Half a century ago, Belgian Zoologist Bernard Heuvelmans first codified cryptozoology in his book On the Track of Unknown Animals.

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Friday, April 15, 2011

NEIL ARNOLD: The Hairy Hoax

Over the years there have been some fantastic, as well as downright silly April Fools pranks and hoaxes – from Richard Branson’s attempt to panic London residents in a UFO-shaped balloon, to the alleged reports of a serpent in the River Thames from the 1970s. One of my favourite hoax stories comes from Bluff Creek, California. Now, Bluff Creek has embedded itself into cryptozoological folklore after Patterson-Gimlin film in the late 1960s which purportedly showed a female Sasquatch.

A few years after the Bluff Creek movie the Spokane Chronicle, among others, in 1976 reported that a woman had been kidnapped in the nearby the legendary man-beast. When the woman was eventually found the Chronicle of 25th May ’76 ran the headline, ‘Hoax Is Seen in Kidnaping (sic) by Bigfoot’, with the reporter stating: ‘Eureka, Calif. ;- A young woman reported abducted in rugged mountains by a hairy, ape-like creature known as Bigfoot has shown up screaming outside a rural resort, apparently unhurt.

“She’s not in too bad a shape”, Humboldt County Sheriff Gene Cox said Monday night, adding that he believed the whole affair had been a hoax. Cox said Cherie Darvell, 23, of Redding, Calif, had some minor scratches and bruises on her arms, and told a nurse her left arm was hurt. She was taken to Humboldt Medical Center at Hoopa for examination shortly after she was found late Monday night. Miss Darvell appeared outside the Bluff Creek Resort, about five miles from where she was reported abducted on Saturday, Cox said. She was mumbling, “They wouldn’t stop and pick me up”, he said.

One of her tennis shoes was missing, but her clothing was clean and she smelled of perfume when found, Cox said. He reported that when investigators asked her if she had been abducted by the legendary monster, she began to scream and refused to answer any questions. “I still think it’s a hoax”, Cox said. “I still don’t believe that she was abducted by Bigfoot.” She was one of five members of an independent film crew trying to photograph Bigfoot, a creature reported (sic) sighted in this Northern California area many times in the past 20 years. The crew kept its cameras rolling while up to 150 persons conducted a search for the missing woman.’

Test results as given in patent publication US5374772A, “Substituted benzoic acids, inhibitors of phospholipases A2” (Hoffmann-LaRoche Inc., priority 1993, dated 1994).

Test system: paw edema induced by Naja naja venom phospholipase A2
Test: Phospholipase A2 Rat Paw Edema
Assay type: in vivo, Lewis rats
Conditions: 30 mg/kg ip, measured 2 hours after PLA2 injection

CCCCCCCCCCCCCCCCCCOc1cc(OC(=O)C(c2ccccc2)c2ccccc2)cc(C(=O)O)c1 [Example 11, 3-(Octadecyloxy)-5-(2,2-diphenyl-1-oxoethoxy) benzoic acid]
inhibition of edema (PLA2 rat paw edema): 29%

On May 29th 1976 the Calgary Herald stated that the woman, despite remembering very little of her encounter, was hoping to take a lie detector test to prove that the alleged kidnap was genuine. Sheriff Cox stated that if could prove the incident was a hoax then he would press charges despite the fact that Miss Darvell had stuck to her story in which she claimed that whilst with a friend scattering marshmallows in a clearing, she was approached by a “big black beast”. Miss Darvell’s friend, 19-year old Kathi Bush was apparently knocked down the hill by the creature which then scooped up Cherie who then woke up in the night, alone in the forest.

Darvell told a reporter at the Redding Record, “I don’ think it meant to hurt me at all…It could have if it had wanted to”. Sheriff Cox believed that because the alleged victim smelled of perfume she could not have been in the presence of a hairy monster, but Darvell argued back that the smell of perfume had come from the woman at the Bluff Creek resort who came to aid her. “I smelled bad, let me tell you”, Darvell commented to the Herald. Cherie Darvell stated that after she wandered through forest all night she was lucky to find a highway where she sought help.

1 comment:

Anonymous said...

Well then did the woman take a lie detector test? because outside of the a priori assumption that her story was a hoax, there seems to be no evidence presented to prove that her story was false. And it was not an April Fool's gag at any rate if it was in the middle of May.

I am not saying that the story was necessarily true, only that the way in which it was presented was most peculiarly and negatively slanted.